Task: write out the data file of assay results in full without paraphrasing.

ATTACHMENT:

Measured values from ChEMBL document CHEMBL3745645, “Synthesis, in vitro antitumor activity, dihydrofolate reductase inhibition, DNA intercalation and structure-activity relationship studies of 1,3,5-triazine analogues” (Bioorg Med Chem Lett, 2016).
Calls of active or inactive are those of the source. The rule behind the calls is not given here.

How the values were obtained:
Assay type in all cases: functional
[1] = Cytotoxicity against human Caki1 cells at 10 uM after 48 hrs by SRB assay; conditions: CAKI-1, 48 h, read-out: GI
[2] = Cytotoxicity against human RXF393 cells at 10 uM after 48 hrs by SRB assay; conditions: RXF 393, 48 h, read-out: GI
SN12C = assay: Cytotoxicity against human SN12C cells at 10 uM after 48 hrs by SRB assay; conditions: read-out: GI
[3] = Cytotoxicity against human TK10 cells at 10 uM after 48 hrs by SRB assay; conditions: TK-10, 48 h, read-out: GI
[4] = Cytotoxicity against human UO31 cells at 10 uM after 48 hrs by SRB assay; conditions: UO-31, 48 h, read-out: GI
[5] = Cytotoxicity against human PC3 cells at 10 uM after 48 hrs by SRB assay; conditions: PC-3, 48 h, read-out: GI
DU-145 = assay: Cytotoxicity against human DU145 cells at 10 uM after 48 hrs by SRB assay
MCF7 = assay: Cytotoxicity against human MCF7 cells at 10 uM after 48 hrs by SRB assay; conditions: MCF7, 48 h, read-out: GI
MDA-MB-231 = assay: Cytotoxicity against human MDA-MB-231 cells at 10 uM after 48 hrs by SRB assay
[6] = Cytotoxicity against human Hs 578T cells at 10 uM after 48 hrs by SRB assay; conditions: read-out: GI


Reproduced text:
Measured values from ChEMBL document CHEMBL3745645, “Synthesis, in vitro antitumor activity, dihydrofolate reductase inhibition, DNA intercalation and structure-activity relationship studies of 1,3,5-triazine analogues” (Bioorg Med Chem Lett, 2016).
Calls of active or inactive are those of the source. The rule behind the calls is not given here.

How the values were obtained:
Assay type in all cases: functional
[1] = Cytotoxicity against human Caki1 cells at 10 uM after 48 hrs by SRB assay; conditions: CAKI-1, 48 h, read-out: GI
[2] = Cytotoxicity against human RXF393 cells at 10 uM after 48 hrs by SRB assay; conditions: RXF 393, 48 h, read-out: GI
SN12C = assay: Cytotoxicity against human SN12C cells at 10 uM after 48 hrs by SRB assay; conditions: read-out: GI
[3] = Cytotoxicity against human TK10 cells at 10 uM after 48 hrs by SRB assay; conditions: TK-10, 48 h, read-out: GI
[4] = Cytotoxicity against human UO31 cells at 10 uM after 48 hrs by SRB assay; conditions: UO-31, 48 h, read-out: GI
[5] = Cytotoxicity against human PC3 cells at 10 uM after 48 hrs by SRB assay; conditions: PC-3, 48 h, read-out: GI
DU-145 = assay: Cytotoxicity against human DU145 cells at 10 uM after 48 hrs by SRB assay
MCF7 = assay: Cytotoxicity against human MCF7 cells at 10 uM after 48 hrs by SRB assay; conditions: MCF7, 48 h, read-out: GI
MDA-MB-231 = assay: Cytotoxicity against human MDA-MB-231 cells at 10 uM after 48 hrs by SRB assay
[6] = Cytotoxicity against human Hs 578T cells at 10 uM after 48 hrs by SRB assay; conditions: read-out: GI